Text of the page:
It is my privelege to be preaching at Crossroads this weekend – filling in for Jerry. The message is from James 1:5-8 on discerning the wise response to various trials through boldly asking God for wisdom. I note that later in the book James says we need to be discerning as to the “wisdom” we embrace – it isn’t always from God. He gives us some helpful insight into both kinds of wisdom.
James 3:13-18 (ESV)
13 Who is wise and understanding among you? By his good conduct let him show his works in the meekness of wisdom.
14 But if you have bitter jealousy and selfish ambition in your hearts, do not boast and be false to the truth.
15 This is not the wisdom that comes down from above, but is earthly, unspiritual, demonic.
16 For where jealousy and selfish ambition exist, there will be disorder and every vile practice.
17 But the wisdom from above is first pure, then peaceable, gentle, open to reason, full of mercy and good fruits, impartial and sincere.
18 And a harvest of righteousness is sown in peace by those who make peace.
TWO sources of “wisdom”
Not from above – heaven
Unspiritual – i.e., natural
Characteristics of “wisdom”
|(vv 14, 16)
Open to reason
Results from “wisdom”
In the first part of this blog reflection (bloglection?) I noted that “I believe that that in some cases the gospel message has become muddled to the degree that resultant “converts” reflect, at best, shallow shadows of true Christians. At worst, they might not even be saved.” How did this come to be? A variety of things seem to have conspired to “mess up” our gospel message. Please not that I’m sure that in most cases the motives involved are pure, but the practice seems off. In some cases ignorance of biblical teaching may be at the root. I’ve discerned at least four reasons might lead us to a muddled gospel message.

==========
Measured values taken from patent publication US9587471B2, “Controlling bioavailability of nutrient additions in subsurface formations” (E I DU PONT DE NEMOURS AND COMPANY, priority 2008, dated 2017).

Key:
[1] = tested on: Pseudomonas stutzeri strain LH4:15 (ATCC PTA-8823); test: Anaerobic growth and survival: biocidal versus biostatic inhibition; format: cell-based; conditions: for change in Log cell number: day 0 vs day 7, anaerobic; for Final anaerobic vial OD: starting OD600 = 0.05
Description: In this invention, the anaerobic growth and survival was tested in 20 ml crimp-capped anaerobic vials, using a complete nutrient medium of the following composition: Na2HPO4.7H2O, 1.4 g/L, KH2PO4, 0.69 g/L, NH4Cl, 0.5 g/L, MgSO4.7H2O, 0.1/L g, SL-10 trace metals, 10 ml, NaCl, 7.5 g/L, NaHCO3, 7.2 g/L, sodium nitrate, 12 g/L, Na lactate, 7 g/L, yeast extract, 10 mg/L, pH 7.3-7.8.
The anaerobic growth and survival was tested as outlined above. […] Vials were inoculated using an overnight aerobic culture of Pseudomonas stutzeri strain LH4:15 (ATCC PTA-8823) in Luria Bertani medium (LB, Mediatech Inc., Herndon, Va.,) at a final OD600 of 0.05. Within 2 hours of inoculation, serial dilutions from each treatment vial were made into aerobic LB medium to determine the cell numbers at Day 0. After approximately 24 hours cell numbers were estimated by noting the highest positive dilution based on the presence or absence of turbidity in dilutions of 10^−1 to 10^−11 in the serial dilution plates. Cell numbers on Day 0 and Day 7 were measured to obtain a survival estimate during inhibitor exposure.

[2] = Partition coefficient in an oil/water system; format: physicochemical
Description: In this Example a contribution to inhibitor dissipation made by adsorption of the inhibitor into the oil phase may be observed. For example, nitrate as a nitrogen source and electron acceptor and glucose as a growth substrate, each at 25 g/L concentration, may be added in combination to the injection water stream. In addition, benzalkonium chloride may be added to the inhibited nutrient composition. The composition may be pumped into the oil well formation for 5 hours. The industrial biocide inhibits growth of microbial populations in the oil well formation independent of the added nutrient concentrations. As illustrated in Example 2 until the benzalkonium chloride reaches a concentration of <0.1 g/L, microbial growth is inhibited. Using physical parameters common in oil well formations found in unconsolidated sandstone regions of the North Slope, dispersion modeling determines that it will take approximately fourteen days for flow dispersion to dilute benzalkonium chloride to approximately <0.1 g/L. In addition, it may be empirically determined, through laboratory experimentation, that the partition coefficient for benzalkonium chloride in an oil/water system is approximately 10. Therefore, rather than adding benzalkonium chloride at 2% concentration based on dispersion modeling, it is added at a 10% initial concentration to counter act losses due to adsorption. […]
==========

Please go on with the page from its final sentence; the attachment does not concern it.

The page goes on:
- A mindset in churches and church leaders that is numbers conscious to the extreme. When we make growth and increasing attendance numbers, or baptisms, or conversions, or whatever the measure of success we can be tempted to water down the message to get a response or a lot of responses. The tendency can easily become one of subtly changing the message to be more palatable while leaving out important parts of the message.
- A “fast food” society that demands information in small bites, and results in thirty minutes or less. We need to be committed to the “whole counsel” of God and commitment to long-term redemptive relationships.
- A humanism that has infiltrated our theology and practice that leads us to cater to the egocentric “felt needs” of men and women in our culture. An emphasis on therapy may be leading us astray from confronting the real need of man (which is to deal with sin that so corrupts everything). Helping someone through their personal struggles and “felt needs” may be a worthy task, but if that becomes the ultimate goal we may present a message of self-fulfillment rather that divine redemption.
- A “muddling of the means” of salvation, forgetting that it is not men, or methods, or prayers, or activities that save. Salvation is a gracious work of God as he alone can redeem us from our sins.
More to come…